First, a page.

Fleetzero has an ambitious goal: to compete with worldwide shipping companies with its own boats, completely powered by electricity. The company has just secured $15.5 million in new financing and is looking to convert the first vessel to run on its containerized batteries.
The company’s plan, detailed here, is to convert existing ships to electric propulsion, replacing the diesel engine or generator with huge batteries of their own design. These would be loaded and unloaded just like any other cargo, exchanged in ports and charged between voyages. Well done (and it seems likely that’s the way they’re trying to do it), a ship that does this can tackle some of the longest and most popular routes across the Pacific.
But while it all sounds good in theory, at some point you have to put these theories on the water, and that’s the next step for the company. Fortunately, co-founders Steven Henderson and Mike Carter have backgrounds in shipping and shipbuilding and are excited to jump in.
While Fleetzero’s technology could eventually power ships in the 700-foot range, it makes sense to start with something smaller, but that also benefits battery power.
“Companies across the spectrum have reached out to us in all sectors – not just container shipping,” says Henderson. “So we’ve gone through the list of the largest auxiliary carriers, such as supply ships for oil and gas companies and research ships, and say, okay, we have this technology and our goal is to eventually do our own cargo, but we want to prove it with a partner.” so we don’t have to spend millions on the first ship.”
Surprisingly, this is “will you give us a boat?” pitch went pretty well. “People are so interested in our batteries that they are willing to pay” U.S to test them,” Henderson added. Ultimately, Fleetzero plans to make their own boats, but that’s a long-term goal.
It helps to understand that there is a wide variety in seagoing vessels and their operators. Some large companies own and operate, some only own or operate alone, some have short-term rental fleets and so on. The ability to electrify their ships has a different charm to all of these, though some are more likely to bite first.
One of those brighter prospects is the aforementioned “auxiliary” category of ships: these are things like research vessels, ships going to inspect offshore wind farms, and other tasks that require a serious boat and crew, but not the hyper-specialized bulk movers of container ships. Many of these ships are already partially electrified – they use electric motors powered by diesel generators. It sounds like the worst of both worlds, but I’m sure they have their reasons – and more importantly, they’re very easy to convert to Fleetzero’s battery technology.
“It’s a minimal scope; the conversion itself takes a matter of weeks and does not require a dry dock,” says Henderson. “A PSV in the best case” [platform supply vessel] about 250 feet long, we put our batteries on the back deck and just plug them in. †
Such a conversion would be an important proof of concept; although the company has a lot of inbound traffic, there are certainly doubters who would like to see a working ship before committing resources.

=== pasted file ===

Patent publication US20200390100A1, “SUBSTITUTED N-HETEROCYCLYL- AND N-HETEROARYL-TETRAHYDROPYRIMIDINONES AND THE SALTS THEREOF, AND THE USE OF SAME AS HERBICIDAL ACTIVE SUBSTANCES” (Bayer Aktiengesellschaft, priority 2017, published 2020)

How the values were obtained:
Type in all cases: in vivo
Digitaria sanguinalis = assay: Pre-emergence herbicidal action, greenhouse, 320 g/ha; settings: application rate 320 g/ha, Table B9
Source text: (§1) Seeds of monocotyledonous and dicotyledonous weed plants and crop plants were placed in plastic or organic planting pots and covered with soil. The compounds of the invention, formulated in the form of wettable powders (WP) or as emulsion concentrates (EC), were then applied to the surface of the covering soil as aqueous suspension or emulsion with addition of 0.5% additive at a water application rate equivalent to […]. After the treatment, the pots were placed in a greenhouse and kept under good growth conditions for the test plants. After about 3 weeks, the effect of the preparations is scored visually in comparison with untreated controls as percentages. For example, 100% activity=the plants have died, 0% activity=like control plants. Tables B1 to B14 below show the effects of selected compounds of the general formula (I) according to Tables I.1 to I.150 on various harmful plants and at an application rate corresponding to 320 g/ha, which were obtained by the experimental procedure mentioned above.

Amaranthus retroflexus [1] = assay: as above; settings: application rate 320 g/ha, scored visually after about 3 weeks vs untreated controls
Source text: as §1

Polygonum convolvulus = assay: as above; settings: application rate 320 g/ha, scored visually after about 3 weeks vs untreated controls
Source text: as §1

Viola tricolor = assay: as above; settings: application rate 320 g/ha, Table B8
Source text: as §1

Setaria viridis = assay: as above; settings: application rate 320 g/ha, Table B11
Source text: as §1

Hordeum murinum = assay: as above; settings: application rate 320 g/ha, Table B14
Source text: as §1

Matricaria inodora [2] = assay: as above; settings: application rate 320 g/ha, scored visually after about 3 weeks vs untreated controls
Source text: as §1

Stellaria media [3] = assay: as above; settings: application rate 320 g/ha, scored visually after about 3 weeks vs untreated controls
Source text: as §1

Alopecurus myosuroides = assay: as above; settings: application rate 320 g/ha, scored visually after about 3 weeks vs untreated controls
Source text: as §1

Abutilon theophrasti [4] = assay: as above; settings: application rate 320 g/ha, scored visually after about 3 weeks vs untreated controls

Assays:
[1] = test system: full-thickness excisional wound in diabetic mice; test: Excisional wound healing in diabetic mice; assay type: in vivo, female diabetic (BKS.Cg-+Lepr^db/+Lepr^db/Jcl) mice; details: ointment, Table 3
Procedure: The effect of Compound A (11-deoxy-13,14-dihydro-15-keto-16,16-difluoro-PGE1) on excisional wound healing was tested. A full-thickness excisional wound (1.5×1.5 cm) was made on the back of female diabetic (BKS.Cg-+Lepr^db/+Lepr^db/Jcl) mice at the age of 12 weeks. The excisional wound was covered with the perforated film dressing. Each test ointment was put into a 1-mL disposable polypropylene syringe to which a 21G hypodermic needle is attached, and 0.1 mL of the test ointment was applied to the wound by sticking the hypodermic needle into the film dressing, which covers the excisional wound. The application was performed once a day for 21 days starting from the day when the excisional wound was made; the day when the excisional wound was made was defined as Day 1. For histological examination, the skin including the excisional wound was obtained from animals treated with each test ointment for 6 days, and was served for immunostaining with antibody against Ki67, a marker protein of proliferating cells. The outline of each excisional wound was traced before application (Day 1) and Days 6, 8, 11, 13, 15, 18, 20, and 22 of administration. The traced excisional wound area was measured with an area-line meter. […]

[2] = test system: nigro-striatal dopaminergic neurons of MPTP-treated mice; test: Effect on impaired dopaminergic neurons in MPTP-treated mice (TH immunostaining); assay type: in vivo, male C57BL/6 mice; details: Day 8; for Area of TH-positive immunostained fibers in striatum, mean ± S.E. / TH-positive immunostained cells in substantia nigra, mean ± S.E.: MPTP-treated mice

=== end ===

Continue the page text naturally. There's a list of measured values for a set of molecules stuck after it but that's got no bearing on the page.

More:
Carter noted that Fleetzero is one of the relatively few companies really trying to move the needle in shipping. While logistics and supply chain economics certainly have their share of innovation on the data and services side, the ships and shipping companies themselves have stagnated.
He even pointed out that the White House recently released a report complaining that “three global alliances, made up entirely of foreign companies, control almost all ocean freight.” And when they say almost everything, they mean it: we’re talking about 95% of some critical trade lines. The FBI will investigate price fixing (and in fact just passed a law), but supporting a sustainable US alternative is a good idea too.
It’s hard to challenge such a dominant set of incumbents (who might be called a cartel at this point), and Fleetzero can’t claim to be a fresh new startup, but their approach neatly avoids the most direct competition.
The electrified vessels that the company is building with shipping partners will operate parallel to traditional lines and use smaller ports that are inaccessible to large container ships. This saves time (less waiting for a spot at the docks) and money (cities with disused ports are eager to reactivate them) and ensures a robust network of loading and unloading stations in the Pacific. Of course, they also need to make some friends in Southeast Asia.
The new funding was led by Breakthrough Energy Ventures, the Bill Gates-led venture group that the man himself spoke about recently on TC Sessions: Climate. Apparently they were big on due diligence – it shouldn’t come as a surprise, but there it is.
BEV was not alone, however; Founders Fund, McKinley Capital and previous investors also contributed. Carter said McKinley, who is based in Alaska, was important to get, given that the state naturally occupies much of the US Pacific coast.
The money will be crucial to building and testing the first ship, but Fleetzero is also hiring – they had 1,500 candidates for 10 positions after coming out of stealth. It suggests that a lot of people in the shipping world are interested in the business, or maybe a lot of people in other companies are interested in the shipping world.